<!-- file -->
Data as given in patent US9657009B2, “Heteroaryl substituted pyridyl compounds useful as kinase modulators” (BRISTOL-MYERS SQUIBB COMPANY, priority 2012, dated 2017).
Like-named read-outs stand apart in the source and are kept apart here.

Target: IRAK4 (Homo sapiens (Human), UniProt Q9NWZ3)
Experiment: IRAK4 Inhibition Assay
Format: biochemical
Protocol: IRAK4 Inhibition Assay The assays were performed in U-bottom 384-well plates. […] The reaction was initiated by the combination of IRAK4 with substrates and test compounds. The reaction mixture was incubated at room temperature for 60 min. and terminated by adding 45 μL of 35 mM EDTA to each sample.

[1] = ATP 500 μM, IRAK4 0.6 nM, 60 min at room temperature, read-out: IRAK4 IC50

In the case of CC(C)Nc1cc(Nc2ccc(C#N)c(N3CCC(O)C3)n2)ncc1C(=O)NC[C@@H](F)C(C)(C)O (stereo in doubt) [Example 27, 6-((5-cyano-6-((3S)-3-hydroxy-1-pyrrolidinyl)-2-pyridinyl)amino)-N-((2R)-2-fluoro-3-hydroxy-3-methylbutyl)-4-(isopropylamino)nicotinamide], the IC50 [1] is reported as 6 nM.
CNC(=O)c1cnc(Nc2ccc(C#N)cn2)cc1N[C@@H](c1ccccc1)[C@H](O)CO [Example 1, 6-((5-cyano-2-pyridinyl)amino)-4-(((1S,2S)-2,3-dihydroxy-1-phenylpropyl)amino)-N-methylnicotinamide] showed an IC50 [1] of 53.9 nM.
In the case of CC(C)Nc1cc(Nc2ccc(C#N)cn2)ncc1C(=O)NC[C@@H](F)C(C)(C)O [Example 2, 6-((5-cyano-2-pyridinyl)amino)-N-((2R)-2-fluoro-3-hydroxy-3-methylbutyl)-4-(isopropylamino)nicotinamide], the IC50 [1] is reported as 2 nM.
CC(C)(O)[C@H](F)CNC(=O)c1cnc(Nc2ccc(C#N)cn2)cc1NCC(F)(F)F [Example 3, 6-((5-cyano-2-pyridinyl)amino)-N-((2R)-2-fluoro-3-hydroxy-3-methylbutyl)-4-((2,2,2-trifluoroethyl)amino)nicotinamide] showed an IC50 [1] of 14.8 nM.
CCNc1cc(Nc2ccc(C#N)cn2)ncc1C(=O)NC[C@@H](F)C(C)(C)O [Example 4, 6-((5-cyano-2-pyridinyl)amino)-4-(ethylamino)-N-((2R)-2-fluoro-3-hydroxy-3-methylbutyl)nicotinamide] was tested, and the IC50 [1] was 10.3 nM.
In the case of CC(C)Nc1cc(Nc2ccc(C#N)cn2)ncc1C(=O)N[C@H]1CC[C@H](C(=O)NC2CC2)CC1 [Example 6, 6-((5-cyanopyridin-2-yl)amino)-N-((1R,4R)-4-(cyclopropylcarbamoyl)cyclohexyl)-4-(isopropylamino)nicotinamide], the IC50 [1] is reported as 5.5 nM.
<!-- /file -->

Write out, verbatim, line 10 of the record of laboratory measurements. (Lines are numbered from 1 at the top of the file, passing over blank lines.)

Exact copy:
In the case of CC(C)Nc1cc(Nc2ccc(C#N)cn2)ncc1C(=O)NC[C@@H](F)C(C)(C)O [Example 2, 6-((5-cyano-2-pyridinyl)amino)-N-((2R)-2-fluoro-3-hydroxy-3-methylbutyl)-4-(isopropylamino)nicotinamide], the IC50 [1] is reported as 2 nM.